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Riverpaws

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Everything posted by Riverpaws

  1. Hello Amanda! Thank you for your time and answers on this forum. I always enjoy reading your posts. I have a question about two theories I've seen/heard from two different clinicians. They seem to contradict each other and maybe that's just because each methodology works for each type of dog that each clinican runs and their dogs are just very different, but I want to know what your experience has been. I hope to give you a succinct explanation of both in regard to starting a young dog, and see what you think. Hopefully I can describe it well enough you can "see" what is meant by bo
  2. Amanda, I wanted to thank you so much for your detailed and great answer! I'm sorry this thanks from me comes so late, but hopefully you will at least see it so I can thank you. It meant a lot to me, and was very helpful. Sometimes I think with a dog it's easy to get discouraged, and I love the way you put it: faith and compassion. I've never heard it put quite that way, and I like it. Very much appreciated!
  3. Very grateful for your insights, thank you!
  4. I apologise for the misunderstanding. I was not trying to give a formula for what you must do with your border collie. The car goes down a dirt road we have to drive and the dogs go out of it. They run in front, not behind, not chasing, I follow them. When it's time to come in, I stop, get out and call them and they all come. They are running in front of the car at about ten miles an hour and all stay on the dirt road so it's enjoyable for all of us.
  5. Yes of course. I was just trying to illustrate that in my experience it isn't always enough to have just physical exercise.
  6. I think a border collie would be fine for you if you're read for a high energy dog, but it isn't necessarily just physically high energy. They are busy little mathematicians that need problems to solve, or they will create them on their own so they can solve them. One day (on my dog's "day off" from working sheep), we did this: 1. Bikejoring (1 hr, 5 miles) 2. Swimming (throwing a ball from a dock into the water, 1 hr) 3. Following after a car, me in the car, him on foot (another couple of miles, probably about 45 minutes) So on that day, he got probably 2 and a half hours of hard e
  7. Sounds like a yeast problem to me, if I had to make a guess. Biting and licking at paws IME has been yeast related. Is she itching anywhere else? Are the nail beds reddish, or are there reddish rust colors between the pads on the hairs? Also have you inspected her pads for cracking? Chuck licks at the tops of his paws when he has cracks on the bottom occasionally.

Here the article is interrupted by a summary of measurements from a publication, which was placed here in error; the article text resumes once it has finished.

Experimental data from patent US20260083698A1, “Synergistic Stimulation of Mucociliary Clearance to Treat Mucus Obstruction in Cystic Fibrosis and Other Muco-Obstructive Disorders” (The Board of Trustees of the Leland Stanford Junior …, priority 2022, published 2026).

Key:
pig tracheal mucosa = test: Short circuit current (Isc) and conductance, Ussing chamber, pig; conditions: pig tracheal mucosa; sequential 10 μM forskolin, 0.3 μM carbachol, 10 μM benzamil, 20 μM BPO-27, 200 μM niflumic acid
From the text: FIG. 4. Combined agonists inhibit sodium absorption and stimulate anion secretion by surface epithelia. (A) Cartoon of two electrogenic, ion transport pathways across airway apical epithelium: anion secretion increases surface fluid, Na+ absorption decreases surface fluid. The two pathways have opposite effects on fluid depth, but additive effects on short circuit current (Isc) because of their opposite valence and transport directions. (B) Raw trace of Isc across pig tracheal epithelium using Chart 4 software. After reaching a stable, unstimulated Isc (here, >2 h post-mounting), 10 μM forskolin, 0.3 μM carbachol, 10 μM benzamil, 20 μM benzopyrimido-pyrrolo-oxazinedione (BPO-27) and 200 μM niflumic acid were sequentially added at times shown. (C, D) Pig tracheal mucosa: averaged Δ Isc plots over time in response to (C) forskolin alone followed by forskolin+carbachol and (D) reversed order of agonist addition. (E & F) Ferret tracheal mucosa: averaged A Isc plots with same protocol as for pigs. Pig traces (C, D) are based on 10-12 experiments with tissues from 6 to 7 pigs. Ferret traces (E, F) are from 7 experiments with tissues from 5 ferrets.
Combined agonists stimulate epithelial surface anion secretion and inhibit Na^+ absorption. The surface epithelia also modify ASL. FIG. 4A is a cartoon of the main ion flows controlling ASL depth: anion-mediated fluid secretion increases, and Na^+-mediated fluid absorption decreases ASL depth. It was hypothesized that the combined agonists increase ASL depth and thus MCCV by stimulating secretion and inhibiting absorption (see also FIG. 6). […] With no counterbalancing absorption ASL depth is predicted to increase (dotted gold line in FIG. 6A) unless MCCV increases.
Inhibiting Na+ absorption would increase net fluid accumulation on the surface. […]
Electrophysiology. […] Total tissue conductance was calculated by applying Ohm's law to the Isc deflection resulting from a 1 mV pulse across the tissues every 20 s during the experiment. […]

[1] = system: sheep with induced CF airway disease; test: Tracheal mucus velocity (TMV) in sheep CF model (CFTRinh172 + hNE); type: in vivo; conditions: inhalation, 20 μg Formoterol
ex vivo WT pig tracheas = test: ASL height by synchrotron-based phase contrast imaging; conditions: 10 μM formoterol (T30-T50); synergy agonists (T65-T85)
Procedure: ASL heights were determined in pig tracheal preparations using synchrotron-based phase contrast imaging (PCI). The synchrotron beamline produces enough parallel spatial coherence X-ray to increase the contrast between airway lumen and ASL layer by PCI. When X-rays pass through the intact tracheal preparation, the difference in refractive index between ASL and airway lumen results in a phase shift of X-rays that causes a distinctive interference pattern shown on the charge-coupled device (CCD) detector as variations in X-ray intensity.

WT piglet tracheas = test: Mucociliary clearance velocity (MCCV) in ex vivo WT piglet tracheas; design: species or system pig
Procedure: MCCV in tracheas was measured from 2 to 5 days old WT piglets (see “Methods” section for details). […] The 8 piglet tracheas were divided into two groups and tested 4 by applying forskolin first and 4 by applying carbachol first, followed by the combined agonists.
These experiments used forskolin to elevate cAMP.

8. Found with border collies a pickiness is often a food intolerance of some kind bothering their stomach. Took mine off of food with chicken in it and he stopped eating grass and itching more than normal. Now he eats like a horse, but if he gets chicken again, he goes off his feed for a few days. He refuses scrap too until his stomach calms down again. As long as no chicken in his diet, he'll eat anything.
  9. I've found that herding is what brings me closest to a dog. There's nothing that beats the total communication. It's eerie a lot of the time. I can see what he's thinking, and he seems to feel what I'm thinking. Herding is less about complete obedience as a working dialogue with your dog. Sometimes when the sheep are so far away you need binoculars, the dog can see what's going on a lot better than you can. The best dogs work on their own, respond to suggestions that you make instantly, adjust, and then continue with what they were doing. For instance, when I bring fresh yearlings in
  10. I don't know if you have stock around your place, but letting them sit and stare at them all day can ruin a good herding dog. Building a run right by the pasture where they can see the stock all day, or letting them chase along a fenceline. Also I agree with not giving any commands for the first year you can't back up. If your pup is thirty feet away from you off leash and you decide to call him to you, and he doesn't come, he learns that it's possible to disobey you. Recall isn't something I like to skimp on so I keep my dogs in a crate when I'm not home, in the house with me, or on a lea
  11. Thank you, Tea, that was very specific and I appreciate it. I was curious to see if what I like was different than what others liked, since I know everyone has their different opinions on what makes a dog.
  12. Thank you Smalahundur, that makes sense to me.
  13. Howdy everybody! Curious what you regard as serious enough faults to send a dog on. What would you say is something that you don't want to deal with in your dogs, and what do you regard as flaws you can work with. I know all dogs have strengths and weaknesses, just wondering what you would regard a serious enough weakness to send the dog packing. Obvious things aside: lack of interest, lack of focus, etc. More interested in working styles and traits you dislike and why. Thanks in advance for your time.
  14. Hi Amanda, Just wondering what sort of things are "deal breakers" in a dog for you. What sort of things constitute you sending the dog on (ie, you feel they are serious problems that you don't want to deal with), and what sorts of things do you not mind training through? Thank you for your time, I've loved reading your responses to questions!
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